Second UPUA Presidential Debate More Contested Than The First
Note: This debate happened Monday night, but it’s definitely not an April Fools joke. Here it is, with a short delay.
The UPUA Presidential candidates provided a more contentious dialogue during the second and final debate of the race last night in the HUB Auditorium, just days before Wednesday’s election.
Tickets Anand Ganjam and Emily McDonald, Meeten Doshi and Kate Taylor, and Melissa McCleery and Tim Rinehart answered questions regarding both external and internal UPUA governance, in addition to defending their own platforms and questioning opponents.
Here are some highlights from the debate, moderated by Onward State editors Zach Berger and Dan McCool and Daily Collegian editor-in-chief Brittany Horn:
The first question of the night asked how the tickets plan to improve student apathy toward UPUA. It was fitting – there were no more than 45 people present at any time during the debate. As such, this question provided some of the most varied responses from the candidates. Ganjam plans to focus on roundtable student leader governance and pursuing initiatives specific to the student interest. While Doshi wants to focus on outreach, McCleery wants fundamental change to how UPUA is operated to decrease apathy.
“UPUA gets caught up in playing government, and quite frankly it’s an embarrassment and a disservice to the student body when we get caught up having petty arguments,” McCleery said.
Ganjam said he didn’t like the idea of setting up tables in the HUB for students to talk to UPUA members, because he doesn’t view any student important enough for peers to line up for them. McCleery gleaned that Ganjam was referencing her platform’s idea for “Collaboration Chats,” and defended them by saying they’d “never be us sitting at a table waiting for students to come up to us.” She also noted that UPUA has held office hours at its third floor HUB location, of which Ganjam plans to continue, for the past eight years with little engagement.
Ganjam and McCleery would again contest one another during the next question, which asked about parts of each candidate’s platform with seemingly unfeasible initiatives. The initiative in question on Ganjam’s platform was the addition of heat lamps at popular CATA stops.
“I’m interested to know what your contribution is with these bus stop heaters, since you said the work has already been laid down by the current Facilities Committee,” McCleery asked Ganjam. “It kind of seems like you’re piggybacking off of the work that’s already been done by this assembly.”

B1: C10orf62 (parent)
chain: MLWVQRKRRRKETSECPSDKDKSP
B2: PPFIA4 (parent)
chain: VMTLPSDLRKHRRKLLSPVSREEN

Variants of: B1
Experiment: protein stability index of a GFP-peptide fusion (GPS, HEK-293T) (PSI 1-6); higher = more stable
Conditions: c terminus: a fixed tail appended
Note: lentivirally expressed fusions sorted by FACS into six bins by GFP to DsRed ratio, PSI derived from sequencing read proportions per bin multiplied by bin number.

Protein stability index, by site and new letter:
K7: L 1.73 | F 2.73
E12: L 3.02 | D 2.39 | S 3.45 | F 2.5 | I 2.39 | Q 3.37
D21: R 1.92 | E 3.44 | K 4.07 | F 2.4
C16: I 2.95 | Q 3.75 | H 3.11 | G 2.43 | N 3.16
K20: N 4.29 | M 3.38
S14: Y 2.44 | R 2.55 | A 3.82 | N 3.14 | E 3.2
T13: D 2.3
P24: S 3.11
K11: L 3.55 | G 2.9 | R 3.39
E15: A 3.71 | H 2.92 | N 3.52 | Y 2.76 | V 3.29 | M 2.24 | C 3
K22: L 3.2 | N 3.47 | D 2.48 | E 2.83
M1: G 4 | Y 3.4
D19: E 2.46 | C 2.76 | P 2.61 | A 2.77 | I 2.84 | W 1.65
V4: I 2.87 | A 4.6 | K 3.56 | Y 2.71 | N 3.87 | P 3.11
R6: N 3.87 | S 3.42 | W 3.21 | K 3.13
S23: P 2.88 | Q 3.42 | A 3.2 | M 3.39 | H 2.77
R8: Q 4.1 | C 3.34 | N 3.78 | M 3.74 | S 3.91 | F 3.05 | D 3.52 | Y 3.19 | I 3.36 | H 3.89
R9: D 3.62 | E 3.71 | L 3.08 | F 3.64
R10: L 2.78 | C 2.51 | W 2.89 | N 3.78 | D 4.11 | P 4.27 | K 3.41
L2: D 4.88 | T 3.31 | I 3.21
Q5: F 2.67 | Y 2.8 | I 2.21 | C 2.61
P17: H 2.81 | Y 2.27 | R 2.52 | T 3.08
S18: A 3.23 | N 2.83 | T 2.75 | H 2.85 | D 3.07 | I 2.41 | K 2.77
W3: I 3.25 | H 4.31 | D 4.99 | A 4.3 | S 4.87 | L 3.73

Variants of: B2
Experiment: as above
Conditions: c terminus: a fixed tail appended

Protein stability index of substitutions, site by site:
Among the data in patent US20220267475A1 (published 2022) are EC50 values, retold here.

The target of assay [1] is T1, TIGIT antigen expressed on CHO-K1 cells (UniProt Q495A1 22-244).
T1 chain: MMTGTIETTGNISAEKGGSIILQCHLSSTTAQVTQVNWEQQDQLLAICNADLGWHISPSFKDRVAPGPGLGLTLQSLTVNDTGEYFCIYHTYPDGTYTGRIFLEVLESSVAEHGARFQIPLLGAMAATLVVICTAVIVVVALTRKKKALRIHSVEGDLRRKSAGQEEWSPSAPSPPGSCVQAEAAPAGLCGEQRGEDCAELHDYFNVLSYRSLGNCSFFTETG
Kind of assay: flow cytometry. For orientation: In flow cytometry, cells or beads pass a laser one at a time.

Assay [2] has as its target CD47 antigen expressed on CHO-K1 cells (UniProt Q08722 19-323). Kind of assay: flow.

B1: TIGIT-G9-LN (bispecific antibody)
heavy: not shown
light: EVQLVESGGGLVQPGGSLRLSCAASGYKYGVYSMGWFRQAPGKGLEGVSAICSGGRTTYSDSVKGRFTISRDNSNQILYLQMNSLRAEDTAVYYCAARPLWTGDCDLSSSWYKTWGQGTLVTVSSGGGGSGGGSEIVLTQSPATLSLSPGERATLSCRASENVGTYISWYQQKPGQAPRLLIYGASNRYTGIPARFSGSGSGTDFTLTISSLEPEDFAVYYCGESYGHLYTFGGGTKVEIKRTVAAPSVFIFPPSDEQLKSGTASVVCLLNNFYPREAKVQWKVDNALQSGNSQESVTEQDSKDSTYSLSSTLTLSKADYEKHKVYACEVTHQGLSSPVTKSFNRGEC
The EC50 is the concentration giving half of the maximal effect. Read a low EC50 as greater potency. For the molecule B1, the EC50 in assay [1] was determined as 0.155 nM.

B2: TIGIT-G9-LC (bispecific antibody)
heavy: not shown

Ganjam rebutted that his ticket had collaborated with Rep. John Garfield on the initiative, saying “in no way, shape or form did we write in our platform that we sat on the Facilities Committee, did we write that we did any of the concrete work to it. We just added to it…again we did not ever, once, say we would take credit for the work they laid down.”
The Doshi ticket had to handle criticisms over a lack of experience, as Doshi is not in the Assembly and Taylor has one year of experience. As president of the Blue-White Society, Doshi said he is used to motivating people to achieve their initiatives, saying the Blue-White Society has a stronger system of accountability than UPUA.
The Ganjam ticket received one of the trickier candidate-specific questions: “Some have said that you seem to be timid or reserved at times despite your leadership experience. What is your leadership style and how do you intend to lead the assembly if elected?” In response, Ganjam said he’s heard similar criticisms, but he disagrees with them and leads by example. He said he works harder to push initiatives through, using that to motivate others.
But Rinehart was quick to rebut, arguing that having a strong presence in a room from the get-go is necessary and McCleery has proven to be adept at that. In response, Ganjam said it’s “great that you have administrative experience,” but working with students is most important, and that’s what he feels he’s excelled at.
McCleery asked McDonald, the UPUA Diversity Chair, why she hasn’t put more initiatives into place regarding diversity and what concrete things she’s accomplished in UPUA. But McDonald was prepared, saying that increasing diversity efforts at New Student Orientation would have been hard to evaluate because it happens in the summer. She also said she had reached out to international students but received an apathetic response. Taylor then pressed her for how roundtable leadership will be effective if such apathy exists from international students, to which McDonald replied that making conversations around tangible topics is the new plan.
When the dust settled, there was no clear winner of the race’s final debate. While the first debate featured little actual discourse between the tickets, it was encouraging to see the gloves come off a bit last night with tensions rising as Election Day nears. The candidates all took shots at each other’s platforms, but there were no major stumbles and most rebuttals were well-defended.
The polls open at 6 a.m. on Wednesday with voting spots around campus or online at vote.psu.edu before closing at 10 p.m. You can follow along with our election coverage this evening as the results come in.
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“Our international students need to rely…on a safe and flexible learning environment that will help make possible the attainment of their educational goals in a safe and healthy manner.”
With barely six weeks until the first ball is kicked for the 2020 campaign, let’s see how the Nittany Lions might line up.
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